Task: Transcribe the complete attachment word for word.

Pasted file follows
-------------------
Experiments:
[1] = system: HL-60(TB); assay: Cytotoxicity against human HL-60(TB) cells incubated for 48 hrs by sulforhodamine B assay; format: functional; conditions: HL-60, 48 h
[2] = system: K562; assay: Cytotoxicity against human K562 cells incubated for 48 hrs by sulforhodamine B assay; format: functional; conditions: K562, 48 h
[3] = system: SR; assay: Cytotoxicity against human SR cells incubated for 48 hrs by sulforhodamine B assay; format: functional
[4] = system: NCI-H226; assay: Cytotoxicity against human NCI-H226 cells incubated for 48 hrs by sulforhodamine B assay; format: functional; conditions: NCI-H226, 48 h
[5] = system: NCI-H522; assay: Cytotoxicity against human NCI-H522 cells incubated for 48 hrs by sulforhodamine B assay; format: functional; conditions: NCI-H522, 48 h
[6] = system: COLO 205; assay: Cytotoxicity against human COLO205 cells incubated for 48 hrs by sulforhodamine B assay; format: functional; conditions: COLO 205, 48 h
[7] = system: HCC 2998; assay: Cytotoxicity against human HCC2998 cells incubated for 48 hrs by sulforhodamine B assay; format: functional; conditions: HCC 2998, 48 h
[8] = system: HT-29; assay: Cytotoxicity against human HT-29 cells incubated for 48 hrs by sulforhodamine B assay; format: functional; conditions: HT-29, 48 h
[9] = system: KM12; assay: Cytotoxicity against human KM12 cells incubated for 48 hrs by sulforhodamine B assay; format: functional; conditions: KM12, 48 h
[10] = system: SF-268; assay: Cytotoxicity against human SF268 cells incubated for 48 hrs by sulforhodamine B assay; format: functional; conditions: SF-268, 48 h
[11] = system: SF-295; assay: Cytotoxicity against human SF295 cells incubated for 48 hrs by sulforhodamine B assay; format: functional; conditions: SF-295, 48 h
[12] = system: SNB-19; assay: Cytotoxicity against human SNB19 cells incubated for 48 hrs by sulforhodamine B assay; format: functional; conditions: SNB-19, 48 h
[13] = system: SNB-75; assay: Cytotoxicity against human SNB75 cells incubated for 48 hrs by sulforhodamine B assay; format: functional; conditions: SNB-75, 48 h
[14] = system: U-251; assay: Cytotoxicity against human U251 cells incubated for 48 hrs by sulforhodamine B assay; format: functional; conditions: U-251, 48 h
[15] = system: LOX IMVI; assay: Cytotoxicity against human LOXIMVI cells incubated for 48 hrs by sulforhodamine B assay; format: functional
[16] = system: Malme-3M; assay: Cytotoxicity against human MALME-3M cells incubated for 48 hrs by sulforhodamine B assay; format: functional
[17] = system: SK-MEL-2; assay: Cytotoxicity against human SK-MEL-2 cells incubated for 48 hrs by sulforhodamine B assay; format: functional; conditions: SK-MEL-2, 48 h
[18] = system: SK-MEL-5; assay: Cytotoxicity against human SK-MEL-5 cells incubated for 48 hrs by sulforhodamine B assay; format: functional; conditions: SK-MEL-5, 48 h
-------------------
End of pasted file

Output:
Experiments:
[1] = system: HL-60(TB); assay: Cytotoxicity against human HL-60(TB) cells incubated for 48 hrs by sulforhodamine B assay; format: functional; conditions: HL-60, 48 h
[2] = system: K562; assay: Cytotoxicity against human K562 cells incubated for 48 hrs by sulforhodamine B assay; format: functional; conditions: K562, 48 h
[3] = system: SR; assay: Cytotoxicity against human SR cells incubated for 48 hrs by sulforhodamine B assay; format: functional
[4] = system: NCI-H226; assay: Cytotoxicity against human NCI-H226 cells incubated for 48 hrs by sulforhodamine B assay; format: functional; conditions: NCI-H226, 48 h
[5] = system: NCI-H522; assay: Cytotoxicity against human NCI-H522 cells incubated for 48 hrs by sulforhodamine B assay; format: functional; conditions: NCI-H522, 48 h
[6] = system: COLO 205; assay: Cytotoxicity against human COLO205 cells incubated for 48 hrs by sulforhodamine B assay; format: functional; conditions: COLO 205, 48 h
[7] = system: HCC 2998; assay: Cytotoxicity against human HCC2998 cells incubated for 48 hrs by sulforhodamine B assay; format: functional; conditions: HCC 2998, 48 h
[8] = system: HT-29; assay: Cytotoxicity against human HT-29 cells incubated for 48 hrs by sulforhodamine B assay; format: functional; conditions: HT-29, 48 h
[9] = system: KM12; assay: Cytotoxicity against human KM12 cells incubated for 48 hrs by sulforhodamine B assay; format: functional; conditions: KM12, 48 h
[10] = system: SF-268; assay: Cytotoxicity against human SF268 cells incubated for 48 hrs by sulforhodamine B assay; format: functional; conditions: SF-268, 48 h
[11] = system: SF-295; assay: Cytotoxicity against human SF295 cells incubated for 48 hrs by sulforhodamine B assay; format: functional; conditions: SF-295, 48 h
[12] = system: SNB-19; assay: Cytotoxicity against human SNB19 cells incubated for 48 hrs by sulforhodamine B assay; format: functional; conditions: SNB-19, 48 h
[13] = system: SNB-75; assay: Cytotoxicity against human SNB75 cells incubated for 48 hrs by sulforhodamine B assay; format: functional; conditions: SNB-75, 48 h
[14] = system: U-251; assay: Cytotoxicity against human U251 cells incubated for 48 hrs by sulforhodamine B assay; format: functional; conditions: U-251, 48 h
[15] = system: LOX IMVI; assay: Cytotoxicity against human LOXIMVI cells incubated for 48 hrs by sulforhodamine B assay; format: functional
[16] = system: Malme-3M; assay: Cytotoxicity against human MALME-3M cells incubated for 48 hrs by sulforhodamine B assay; format: functional
[17] = system: SK-MEL-2; assay: Cytotoxicity against human SK-MEL-2 cells incubated for 48 hrs by sulforhodamine B assay; format: functional; conditions: SK-MEL-2, 48 h
[18] = system: SK-MEL-5; assay: Cytotoxicity against human SK-MEL-5 cells incubated for 48 hrs by sulforhodamine B assay; format: functional; conditions: SK-MEL-5, 48 h